You are about to be asked to enter information that will be incorporated
      into your certificate request.
      What you are about to enter is what is called a Distinguished Name or a DN.
      There are quite a few fields but you can leave some blank
      For some fields there will be a default value,
      If you enter '.', the field will be left blank.
      -----
      Country Name (2 letter code) [GB]:
      State or Province Name [England]:Myland
      Locality Name []:Mylocal
      Organization Name [Alice Ltd]:Org Services
      Organizational Unit Name []:Org Services Intermediate CA
      Common Name []:intermediate-ca@localdomain
      Email Address []:intermediate-ca@localhost

When creating the certificate, use the root ca openssl configuration

$ openssl ca -config ../root-ca/root-ca-openssl.conf -extensions v3_intermediate_ca \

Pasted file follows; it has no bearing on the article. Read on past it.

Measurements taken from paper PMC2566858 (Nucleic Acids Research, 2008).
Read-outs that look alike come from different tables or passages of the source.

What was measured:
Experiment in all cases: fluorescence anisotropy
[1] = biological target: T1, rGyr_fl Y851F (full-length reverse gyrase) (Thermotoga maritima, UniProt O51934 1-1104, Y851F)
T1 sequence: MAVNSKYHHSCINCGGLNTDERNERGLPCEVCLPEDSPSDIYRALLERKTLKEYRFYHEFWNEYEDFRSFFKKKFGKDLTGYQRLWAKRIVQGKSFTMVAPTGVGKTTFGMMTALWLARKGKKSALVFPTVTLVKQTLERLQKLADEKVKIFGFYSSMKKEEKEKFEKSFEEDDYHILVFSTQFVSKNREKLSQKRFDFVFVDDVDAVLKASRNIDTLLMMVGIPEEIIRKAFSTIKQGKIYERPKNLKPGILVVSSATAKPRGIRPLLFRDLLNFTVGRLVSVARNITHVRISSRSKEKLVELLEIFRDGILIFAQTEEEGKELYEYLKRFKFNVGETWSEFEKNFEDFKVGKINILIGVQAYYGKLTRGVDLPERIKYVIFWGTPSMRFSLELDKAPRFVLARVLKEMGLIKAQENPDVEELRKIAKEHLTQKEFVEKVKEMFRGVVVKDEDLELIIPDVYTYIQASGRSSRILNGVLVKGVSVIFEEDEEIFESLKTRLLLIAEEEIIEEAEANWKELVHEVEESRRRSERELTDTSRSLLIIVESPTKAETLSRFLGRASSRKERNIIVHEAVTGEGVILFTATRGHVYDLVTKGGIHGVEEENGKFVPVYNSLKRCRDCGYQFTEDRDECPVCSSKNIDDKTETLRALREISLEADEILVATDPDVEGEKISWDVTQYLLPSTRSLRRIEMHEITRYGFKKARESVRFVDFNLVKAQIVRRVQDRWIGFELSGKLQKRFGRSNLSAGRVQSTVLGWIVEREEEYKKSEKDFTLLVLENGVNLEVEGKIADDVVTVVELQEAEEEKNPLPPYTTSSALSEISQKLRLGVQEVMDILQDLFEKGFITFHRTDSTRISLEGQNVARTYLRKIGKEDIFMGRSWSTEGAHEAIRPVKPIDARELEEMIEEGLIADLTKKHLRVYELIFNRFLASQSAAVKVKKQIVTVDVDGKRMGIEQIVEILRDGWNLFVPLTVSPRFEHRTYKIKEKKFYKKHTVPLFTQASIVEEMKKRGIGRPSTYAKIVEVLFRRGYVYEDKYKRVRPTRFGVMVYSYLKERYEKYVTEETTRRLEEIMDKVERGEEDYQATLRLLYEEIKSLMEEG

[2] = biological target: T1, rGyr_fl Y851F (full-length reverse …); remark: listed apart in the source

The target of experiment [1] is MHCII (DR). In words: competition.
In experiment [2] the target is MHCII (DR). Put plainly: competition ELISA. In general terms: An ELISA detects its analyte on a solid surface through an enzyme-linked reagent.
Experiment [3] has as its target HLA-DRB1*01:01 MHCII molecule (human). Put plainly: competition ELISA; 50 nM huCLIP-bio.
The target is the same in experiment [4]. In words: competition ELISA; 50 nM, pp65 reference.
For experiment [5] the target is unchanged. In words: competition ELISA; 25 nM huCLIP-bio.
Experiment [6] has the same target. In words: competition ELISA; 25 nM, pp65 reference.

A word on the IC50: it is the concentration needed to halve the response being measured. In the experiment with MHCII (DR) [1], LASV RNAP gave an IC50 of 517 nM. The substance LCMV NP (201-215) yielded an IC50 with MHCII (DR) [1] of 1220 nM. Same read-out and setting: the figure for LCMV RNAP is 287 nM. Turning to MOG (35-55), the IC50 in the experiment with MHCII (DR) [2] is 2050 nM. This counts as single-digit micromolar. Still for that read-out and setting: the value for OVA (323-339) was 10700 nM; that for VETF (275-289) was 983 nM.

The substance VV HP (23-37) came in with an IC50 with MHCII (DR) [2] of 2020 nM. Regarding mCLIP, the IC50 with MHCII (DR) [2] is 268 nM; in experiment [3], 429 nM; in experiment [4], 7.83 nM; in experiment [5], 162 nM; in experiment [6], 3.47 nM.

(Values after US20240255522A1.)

-days 3650 -notext -md sha256 \
      -in csr/intermediate.csr.pem \
      -out certs/intermediate.cert.pem
      Check that the request matches the signature
      Signature ok
      Certificate Details:
...
Certificate is to be certified until Nov 26 21:57:04 2026 GMT (3650 days)
Sign the certificate? [y/n]:y

1 out of 1 certificate requests certified, commit? [y/n]y
Write out database with 1 new entries
Data Base UpdatedCertificate is to be certified until Nov 26 21:57:04 2026 GMT (3650 days)
Sign the certificate? [y/n]:y

1 out of 1 certificate requests certified, commit? [y/n]y
Write out database with 1 new entries
Data Base Updated
$ chmod 444 certs/intermediate.cert.pem

Check that the root CA index.txt file contains an entry like,

$ more ../root-ca/index.txt
V    263326226815P        1000    unknown    /C=GB/ST=Myland/O=Org Services/OU=Org Services Certificate Authority/CN=Org Services Intermediate CA

Verify the certificate and the chin of trust

$ openssl x509 -noout -text -in certs/intermediate.cert.pem